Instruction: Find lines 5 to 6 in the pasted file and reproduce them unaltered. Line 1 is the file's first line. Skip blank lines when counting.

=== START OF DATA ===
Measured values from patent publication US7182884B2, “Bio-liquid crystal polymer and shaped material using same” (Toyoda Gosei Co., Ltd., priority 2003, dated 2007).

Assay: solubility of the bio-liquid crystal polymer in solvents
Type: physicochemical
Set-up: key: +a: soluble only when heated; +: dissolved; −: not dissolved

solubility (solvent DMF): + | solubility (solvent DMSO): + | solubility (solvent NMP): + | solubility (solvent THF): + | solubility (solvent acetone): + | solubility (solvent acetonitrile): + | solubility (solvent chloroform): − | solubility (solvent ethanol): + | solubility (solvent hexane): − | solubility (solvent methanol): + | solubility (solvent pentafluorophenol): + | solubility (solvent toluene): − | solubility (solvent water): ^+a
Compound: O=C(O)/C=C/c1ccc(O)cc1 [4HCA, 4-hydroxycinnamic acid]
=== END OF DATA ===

solubility (solvent DMF): + | solubility (solvent DMSO): + | solubility (solvent NMP): + | solubility (solvent THF): + | solubility (solvent acetone): + | solubility (solvent acetonitrile): + | solubility (solvent chloroform): − | solubility (solvent ethanol): + | solubility (solvent hexane): − | solubility (solvent methanol): + | solubility (solvent pentafluorophenol): + | solubility (solvent toluene): − | solubility (solvent water): ^+a
Compound: O=C(O)/C=C/c1ccc(O)cc1 [4HCA, 4-hydroxycinnamic acid]